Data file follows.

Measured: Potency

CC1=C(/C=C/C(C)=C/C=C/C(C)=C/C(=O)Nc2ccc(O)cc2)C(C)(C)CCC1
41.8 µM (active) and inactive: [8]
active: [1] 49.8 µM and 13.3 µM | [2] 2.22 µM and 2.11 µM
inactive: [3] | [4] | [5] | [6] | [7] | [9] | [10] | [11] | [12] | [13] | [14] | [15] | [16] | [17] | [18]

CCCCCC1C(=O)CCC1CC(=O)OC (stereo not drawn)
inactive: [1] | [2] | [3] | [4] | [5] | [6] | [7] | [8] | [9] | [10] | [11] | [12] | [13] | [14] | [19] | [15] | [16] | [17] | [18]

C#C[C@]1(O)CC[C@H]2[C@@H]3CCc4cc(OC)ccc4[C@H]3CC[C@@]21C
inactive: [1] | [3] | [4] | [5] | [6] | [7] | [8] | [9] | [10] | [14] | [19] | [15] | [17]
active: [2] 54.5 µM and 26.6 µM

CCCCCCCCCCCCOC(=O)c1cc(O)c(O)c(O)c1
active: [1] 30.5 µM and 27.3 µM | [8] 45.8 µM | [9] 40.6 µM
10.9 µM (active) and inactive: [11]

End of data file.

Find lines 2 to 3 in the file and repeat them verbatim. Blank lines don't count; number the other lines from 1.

CC1=C(/C=C/C(C)=C/C=C/C(C)=C/C(=O)Nc2ccc(O)cc2)C(C)(C)CCC1
41.8 µM (active) and inactive: [8]